Mimsy Were the Borogoves

Book Reviews: From political histories to bad comics, to bad comics of political histories. And the occasional rant about fiction and writing.

George Orwell’s incinerator

Jerry Stratton, July 17, 2009

In 1999, writing about digital restrictions management on the now thankfully defunct DIVX format, I said “They can’t stop you from viewing an already-purchased videotape of course, or an already-purchased DVD video. With DIVX, they can.” The same applies to DRM on music and to books. Any server-based restrictions management can and will be used to retroactively remove things people thought that they paid for. Amazon just did it with, of all things, an edition of George Orwell’s Nineteen Eighty-Four and Animal Farm.

It doesn’t matter why Amazon erased Orwell’s books from other people’s e-readers. What matters is that they can, and they are willing to, and they would not be able to do this with paper books. This is why I don’t buy restricted music, and will not buy restricted books. I don’t want to wake up in the morning to discover that Orwell has disappeared down his own memory hole. In my review of Eucalyptus, I wrote that I’d like to highlight sections of the books I read. What happens to those highlights when the text they’re highlighting disappears?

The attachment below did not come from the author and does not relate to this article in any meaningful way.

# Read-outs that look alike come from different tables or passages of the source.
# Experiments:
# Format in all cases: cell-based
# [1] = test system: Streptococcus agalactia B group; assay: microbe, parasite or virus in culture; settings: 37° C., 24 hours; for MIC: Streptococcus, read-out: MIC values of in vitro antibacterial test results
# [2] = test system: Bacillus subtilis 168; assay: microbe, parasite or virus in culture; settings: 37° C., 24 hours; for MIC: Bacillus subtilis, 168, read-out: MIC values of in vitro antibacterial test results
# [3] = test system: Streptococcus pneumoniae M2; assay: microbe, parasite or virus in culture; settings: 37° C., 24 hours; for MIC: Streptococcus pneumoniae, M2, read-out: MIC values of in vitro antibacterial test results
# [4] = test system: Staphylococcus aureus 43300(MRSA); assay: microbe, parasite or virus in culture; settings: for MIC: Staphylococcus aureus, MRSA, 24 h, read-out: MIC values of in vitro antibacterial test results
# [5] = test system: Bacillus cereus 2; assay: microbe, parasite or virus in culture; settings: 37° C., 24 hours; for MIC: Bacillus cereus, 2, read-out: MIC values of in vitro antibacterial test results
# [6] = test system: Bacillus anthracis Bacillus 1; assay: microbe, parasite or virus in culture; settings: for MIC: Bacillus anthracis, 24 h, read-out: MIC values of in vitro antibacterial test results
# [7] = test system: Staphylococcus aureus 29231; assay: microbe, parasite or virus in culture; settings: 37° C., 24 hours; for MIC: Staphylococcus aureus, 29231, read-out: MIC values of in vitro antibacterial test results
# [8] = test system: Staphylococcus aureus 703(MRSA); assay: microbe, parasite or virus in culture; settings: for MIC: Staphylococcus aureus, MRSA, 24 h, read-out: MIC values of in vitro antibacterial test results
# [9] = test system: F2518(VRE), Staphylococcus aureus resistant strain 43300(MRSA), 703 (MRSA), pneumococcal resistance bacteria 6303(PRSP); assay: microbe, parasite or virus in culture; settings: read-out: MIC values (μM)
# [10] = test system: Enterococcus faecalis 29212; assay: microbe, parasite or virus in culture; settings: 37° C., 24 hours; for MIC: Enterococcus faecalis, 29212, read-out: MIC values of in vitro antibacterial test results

If I absolutely must buy restricted stuff, it will be something like DVD, which doesn’t check back with a server or require changing keys (unlike Blu-Ray, which does require changing keys). But I’ll do my best to avoid DRM altogether.

  1. <- Eucalyptus, revisited
  2. The Prince ->